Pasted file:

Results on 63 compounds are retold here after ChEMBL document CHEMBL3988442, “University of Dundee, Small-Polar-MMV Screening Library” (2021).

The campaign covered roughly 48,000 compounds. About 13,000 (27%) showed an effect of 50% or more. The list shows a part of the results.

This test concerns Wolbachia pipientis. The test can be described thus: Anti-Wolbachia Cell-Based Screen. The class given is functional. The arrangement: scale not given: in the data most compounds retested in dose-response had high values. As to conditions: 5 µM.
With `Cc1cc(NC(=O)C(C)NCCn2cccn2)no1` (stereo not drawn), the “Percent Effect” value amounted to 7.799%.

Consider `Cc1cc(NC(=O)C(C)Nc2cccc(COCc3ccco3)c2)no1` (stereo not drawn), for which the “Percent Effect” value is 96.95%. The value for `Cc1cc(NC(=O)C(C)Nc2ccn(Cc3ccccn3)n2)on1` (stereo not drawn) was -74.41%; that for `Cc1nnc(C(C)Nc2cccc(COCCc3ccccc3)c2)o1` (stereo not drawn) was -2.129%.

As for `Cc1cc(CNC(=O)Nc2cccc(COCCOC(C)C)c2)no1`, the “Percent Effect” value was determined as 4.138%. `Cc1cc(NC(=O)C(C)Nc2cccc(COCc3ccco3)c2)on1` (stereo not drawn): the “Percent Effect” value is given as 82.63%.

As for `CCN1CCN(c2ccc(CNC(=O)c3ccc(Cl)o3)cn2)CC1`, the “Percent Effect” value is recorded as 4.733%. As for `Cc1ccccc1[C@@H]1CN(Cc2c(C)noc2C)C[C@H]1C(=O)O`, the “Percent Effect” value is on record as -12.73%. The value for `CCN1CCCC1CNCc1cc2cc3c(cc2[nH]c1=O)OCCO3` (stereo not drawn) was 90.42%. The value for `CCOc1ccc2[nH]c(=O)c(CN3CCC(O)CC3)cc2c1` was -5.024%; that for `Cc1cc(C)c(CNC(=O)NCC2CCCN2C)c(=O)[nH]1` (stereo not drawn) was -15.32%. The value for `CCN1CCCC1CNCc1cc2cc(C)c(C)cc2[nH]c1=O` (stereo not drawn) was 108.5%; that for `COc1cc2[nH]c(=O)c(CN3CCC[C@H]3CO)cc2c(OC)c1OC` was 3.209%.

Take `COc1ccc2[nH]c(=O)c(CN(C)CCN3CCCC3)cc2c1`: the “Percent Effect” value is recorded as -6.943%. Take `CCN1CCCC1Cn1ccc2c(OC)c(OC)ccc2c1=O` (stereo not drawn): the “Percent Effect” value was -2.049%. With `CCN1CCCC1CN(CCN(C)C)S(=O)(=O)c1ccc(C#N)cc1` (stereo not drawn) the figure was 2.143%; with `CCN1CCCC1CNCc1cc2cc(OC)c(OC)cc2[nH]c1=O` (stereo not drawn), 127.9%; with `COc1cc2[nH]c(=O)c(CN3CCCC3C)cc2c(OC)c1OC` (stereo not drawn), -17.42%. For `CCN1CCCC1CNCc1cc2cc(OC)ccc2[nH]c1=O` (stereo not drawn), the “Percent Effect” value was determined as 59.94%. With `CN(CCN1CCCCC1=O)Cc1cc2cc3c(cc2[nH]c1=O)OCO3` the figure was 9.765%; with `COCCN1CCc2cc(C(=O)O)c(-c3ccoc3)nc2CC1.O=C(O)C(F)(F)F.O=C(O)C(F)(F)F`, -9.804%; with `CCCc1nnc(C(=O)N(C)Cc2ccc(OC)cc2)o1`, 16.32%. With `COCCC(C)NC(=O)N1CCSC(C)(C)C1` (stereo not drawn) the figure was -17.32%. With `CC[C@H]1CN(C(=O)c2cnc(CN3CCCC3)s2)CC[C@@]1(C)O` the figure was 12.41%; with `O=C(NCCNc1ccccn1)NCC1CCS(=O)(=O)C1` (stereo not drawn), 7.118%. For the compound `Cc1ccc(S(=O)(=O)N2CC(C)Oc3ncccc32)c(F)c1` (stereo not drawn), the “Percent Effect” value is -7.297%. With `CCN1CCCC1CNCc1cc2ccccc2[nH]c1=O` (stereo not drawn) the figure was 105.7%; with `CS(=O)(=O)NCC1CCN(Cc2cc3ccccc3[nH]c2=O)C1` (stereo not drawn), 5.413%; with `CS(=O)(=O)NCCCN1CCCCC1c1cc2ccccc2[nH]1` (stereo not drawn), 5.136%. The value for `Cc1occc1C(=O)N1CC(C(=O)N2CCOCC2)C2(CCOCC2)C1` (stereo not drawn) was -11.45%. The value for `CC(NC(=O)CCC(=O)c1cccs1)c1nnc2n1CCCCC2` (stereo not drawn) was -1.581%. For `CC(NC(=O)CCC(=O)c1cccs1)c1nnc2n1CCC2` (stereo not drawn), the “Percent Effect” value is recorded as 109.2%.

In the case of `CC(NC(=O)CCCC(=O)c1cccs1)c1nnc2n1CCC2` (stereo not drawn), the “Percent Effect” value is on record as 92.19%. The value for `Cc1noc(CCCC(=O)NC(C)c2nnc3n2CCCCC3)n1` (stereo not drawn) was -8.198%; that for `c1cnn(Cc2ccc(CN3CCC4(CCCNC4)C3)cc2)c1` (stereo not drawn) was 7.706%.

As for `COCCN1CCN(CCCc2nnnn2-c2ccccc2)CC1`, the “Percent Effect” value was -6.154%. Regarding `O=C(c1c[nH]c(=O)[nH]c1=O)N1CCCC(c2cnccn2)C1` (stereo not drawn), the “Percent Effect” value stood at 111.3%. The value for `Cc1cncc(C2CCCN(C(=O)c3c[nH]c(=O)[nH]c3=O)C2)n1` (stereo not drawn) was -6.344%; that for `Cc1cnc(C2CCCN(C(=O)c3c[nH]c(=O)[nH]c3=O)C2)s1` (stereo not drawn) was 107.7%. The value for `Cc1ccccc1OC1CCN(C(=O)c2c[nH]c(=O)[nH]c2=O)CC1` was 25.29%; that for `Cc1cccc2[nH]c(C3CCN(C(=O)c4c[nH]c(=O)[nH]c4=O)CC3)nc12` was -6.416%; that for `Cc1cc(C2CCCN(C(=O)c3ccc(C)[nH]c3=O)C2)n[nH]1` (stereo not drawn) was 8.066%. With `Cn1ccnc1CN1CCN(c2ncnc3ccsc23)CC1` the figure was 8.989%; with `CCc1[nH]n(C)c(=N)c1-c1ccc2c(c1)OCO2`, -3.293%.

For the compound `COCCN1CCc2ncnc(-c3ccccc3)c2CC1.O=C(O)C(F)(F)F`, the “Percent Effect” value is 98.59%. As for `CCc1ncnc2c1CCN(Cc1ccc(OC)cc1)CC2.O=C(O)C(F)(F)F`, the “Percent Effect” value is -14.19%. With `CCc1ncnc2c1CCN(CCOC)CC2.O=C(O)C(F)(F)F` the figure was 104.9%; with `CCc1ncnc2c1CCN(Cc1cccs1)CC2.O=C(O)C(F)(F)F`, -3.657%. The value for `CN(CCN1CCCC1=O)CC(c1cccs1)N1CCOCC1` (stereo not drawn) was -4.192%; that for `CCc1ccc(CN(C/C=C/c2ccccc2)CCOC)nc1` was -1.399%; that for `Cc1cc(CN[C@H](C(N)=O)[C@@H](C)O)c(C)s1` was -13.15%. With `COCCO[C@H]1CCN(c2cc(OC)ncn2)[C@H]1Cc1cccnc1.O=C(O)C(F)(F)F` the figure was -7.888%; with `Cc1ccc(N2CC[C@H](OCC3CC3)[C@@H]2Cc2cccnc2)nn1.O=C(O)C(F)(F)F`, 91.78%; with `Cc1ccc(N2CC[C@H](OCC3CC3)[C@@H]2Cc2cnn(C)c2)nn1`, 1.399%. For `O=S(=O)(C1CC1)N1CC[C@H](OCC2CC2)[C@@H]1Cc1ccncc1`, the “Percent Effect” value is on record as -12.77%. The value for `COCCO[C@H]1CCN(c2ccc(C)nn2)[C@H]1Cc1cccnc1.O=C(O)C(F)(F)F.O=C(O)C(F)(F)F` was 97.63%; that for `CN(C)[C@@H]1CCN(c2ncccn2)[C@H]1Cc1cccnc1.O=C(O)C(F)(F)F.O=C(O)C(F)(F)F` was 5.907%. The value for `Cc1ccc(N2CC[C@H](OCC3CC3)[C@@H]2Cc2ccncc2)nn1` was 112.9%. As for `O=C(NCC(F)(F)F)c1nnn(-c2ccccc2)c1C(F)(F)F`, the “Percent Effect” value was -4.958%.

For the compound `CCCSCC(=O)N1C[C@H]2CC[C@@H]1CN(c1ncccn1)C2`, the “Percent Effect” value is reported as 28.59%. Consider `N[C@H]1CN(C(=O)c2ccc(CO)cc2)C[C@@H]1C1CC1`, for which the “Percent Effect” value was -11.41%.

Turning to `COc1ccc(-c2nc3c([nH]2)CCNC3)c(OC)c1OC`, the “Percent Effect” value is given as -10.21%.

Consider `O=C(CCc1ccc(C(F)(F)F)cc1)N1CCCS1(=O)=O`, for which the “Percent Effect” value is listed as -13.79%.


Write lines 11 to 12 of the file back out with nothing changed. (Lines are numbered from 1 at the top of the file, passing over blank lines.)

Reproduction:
For the compound `COCCN1CCc2ncnc(-c3ccccc3)c2CC1.O=C(O)C(F)(F)F`, the “Percent Effect” value is 98.59%. As for `CCc1ncnc2c1CCN(Cc1ccc(OC)cc1)CC2.O=C(O)C(F)(F)F`, the “Percent Effect” value is -14.19%. With `CCc1ncnc2c1CCN(CCOC)CC2.O=C(O)C(F)(F)F` the figure was 104.9%; with `CCc1ncnc2c1CCN(Cc1cccs1)CC2.O=C(O)C(F)(F)F`, -3.657%. The value for `CN(CCN1CCCC1=O)CC(c1cccs1)N1CCOCC1` (stereo not drawn) was -4.192%; that for `CCc1ccc(CN(C/C=C/c2ccccc2)CCOC)nc1` was -1.399%; that for `Cc1cc(CN[C@H](C(N)=O)[C@@H](C)O)c(C)s1` was -13.15%. With `COCCO[C@H]1CCN(c2cc(OC)ncn2)[C@H]1Cc1cccnc1.O=C(O)C(F)(F)F` the figure was -7.888%; with `Cc1ccc(N2CC[C@H](OCC3CC3)[C@@H]2Cc2cccnc2)nn1.O=C(O)C(F)(F)F`, 91.78%; with `Cc1ccc(N2CC[C@H](OCC3CC3)[C@@H]2Cc2cnn(C)c2)nn1`, 1.399%. For `O=S(=O)(C1CC1)N1CC[C@H](OCC2CC2)[C@@H]1Cc1ccncc1`, the “Percent Effect” value is on record as -12.77%. The value for `COCCO[C@H]1CCN(c2ccc(C)nn2)[C@H]1Cc1cccnc1.O=C(O)C(F)(F)F.O=C(O)C(F)(F)F` was 97.63%; that for `CN(C)[C@@H]1CCN(c2ncccn2)[C@H]1Cc1cccnc1.O=C(O)C(F)(F)F.O=C(O)C(F)(F)F` was 5.907%. The value for `Cc1ccc(N2CC[C@H](OCC3CC3)[C@@H]2Cc2ccncc2)nn1` was 112.9%. As for `O=C(NCC(F)(F)F)c1nnn(-c2ccccc2)c1C(F)(F)F`, the “Percent Effect” value was -4.958%.

For the compound `CCCSCC(=O)N1C[C@H]2CC[C@@H]1CN(c1ncccn1)C2`, the “Percent Effect” value is reported as 28.59%. Consider `N[C@H]1CN(C(=O)c2ccc(CO)cc2)C[C@@H]1C1CC1`, for which the “Percent Effect” value was -11.41%.